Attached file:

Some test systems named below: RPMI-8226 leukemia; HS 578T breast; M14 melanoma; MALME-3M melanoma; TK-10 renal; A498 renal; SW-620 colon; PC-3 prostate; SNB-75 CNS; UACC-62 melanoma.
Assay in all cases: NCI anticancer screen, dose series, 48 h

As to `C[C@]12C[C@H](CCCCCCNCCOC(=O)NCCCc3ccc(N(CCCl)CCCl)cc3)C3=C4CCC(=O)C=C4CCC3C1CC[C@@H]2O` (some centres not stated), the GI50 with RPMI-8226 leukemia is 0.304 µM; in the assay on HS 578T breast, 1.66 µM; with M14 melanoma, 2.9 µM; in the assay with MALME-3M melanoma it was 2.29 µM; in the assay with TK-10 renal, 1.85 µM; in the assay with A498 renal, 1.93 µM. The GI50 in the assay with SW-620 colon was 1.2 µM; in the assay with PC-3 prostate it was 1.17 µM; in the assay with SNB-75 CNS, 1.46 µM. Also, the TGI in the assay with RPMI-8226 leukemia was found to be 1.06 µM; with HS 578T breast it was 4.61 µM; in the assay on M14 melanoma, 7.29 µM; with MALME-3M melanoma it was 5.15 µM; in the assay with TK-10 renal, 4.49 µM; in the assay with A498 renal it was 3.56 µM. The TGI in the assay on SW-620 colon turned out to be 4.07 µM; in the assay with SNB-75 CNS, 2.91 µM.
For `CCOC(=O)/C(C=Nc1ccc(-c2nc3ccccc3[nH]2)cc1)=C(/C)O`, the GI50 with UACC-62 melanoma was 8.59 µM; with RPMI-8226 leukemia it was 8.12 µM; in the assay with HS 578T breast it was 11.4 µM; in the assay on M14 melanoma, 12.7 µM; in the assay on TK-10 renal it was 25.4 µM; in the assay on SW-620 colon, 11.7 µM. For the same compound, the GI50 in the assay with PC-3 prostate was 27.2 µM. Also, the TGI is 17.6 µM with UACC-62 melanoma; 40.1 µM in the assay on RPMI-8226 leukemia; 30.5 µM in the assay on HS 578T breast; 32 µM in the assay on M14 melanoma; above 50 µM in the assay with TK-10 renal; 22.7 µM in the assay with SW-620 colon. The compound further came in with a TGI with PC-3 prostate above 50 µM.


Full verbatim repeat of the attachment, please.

Some test systems named below: RPMI-8226 leukemia; HS 578T breast; M14 melanoma; MALME-3M melanoma; TK-10 renal; A498 renal; SW-620 colon; PC-3 prostate; SNB-75 CNS; UACC-62 melanoma.
Assay in all cases: NCI anticancer screen, dose series, 48 h

As to `C[C@]12C[C@H](CCCCCCNCCOC(=O)NCCCc3ccc(N(CCCl)CCCl)cc3)C3=C4CCC(=O)C=C4CCC3C1CC[C@@H]2O` (some centres not stated), the GI50 with RPMI-8226 leukemia is 0.304 µM; in the assay on HS 578T breast, 1.66 µM; with M14 melanoma, 2.9 µM; in the assay with MALME-3M melanoma it was 2.29 µM; in the assay with TK-10 renal, 1.85 µM; in the assay with A498 renal, 1.93 µM. The GI50 in the assay with SW-620 colon was 1.2 µM; in the assay with PC-3 prostate it was 1.17 µM; in the assay with SNB-75 CNS, 1.46 µM. Also, the TGI in the assay with RPMI-8226 leukemia was found to be 1.06 µM; with HS 578T breast it was 4.61 µM; in the assay on M14 melanoma, 7.29 µM; with MALME-3M melanoma it was 5.15 µM; in the assay with TK-10 renal, 4.49 µM; in the assay with A498 renal it was 3.56 µM. The TGI in the assay on SW-620 colon turned out to be 4.07 µM; in the assay with SNB-75 CNS, 2.91 µM.
For `CCOC(=O)/C(C=Nc1ccc(-c2nc3ccccc3[nH]2)cc1)=C(/C)O`, the GI50 with UACC-62 melanoma was 8.59 µM; with RPMI-8226 leukemia it was 8.12 µM; in the assay with HS 578T breast it was 11.4 µM; in the assay on M14 melanoma, 12.7 µM; in the assay on TK-10 renal it was 25.4 µM; in the assay on SW-620 colon, 11.7 µM. For the same compound, the GI50 in the assay with PC-3 prostate was 27.2 µM. Also, the TGI is 17.6 µM with UACC-62 melanoma; 40.1 µM in the assay on RPMI-8226 leukemia; 30.5 µM in the assay on HS 578T breast; 32 µM in the assay on M14 melanoma; above 50 µM in the assay with TK-10 renal; 22.7 µM in the assay with SW-620 colon. The compound further came in with a TGI with PC-3 prostate above 50 µM.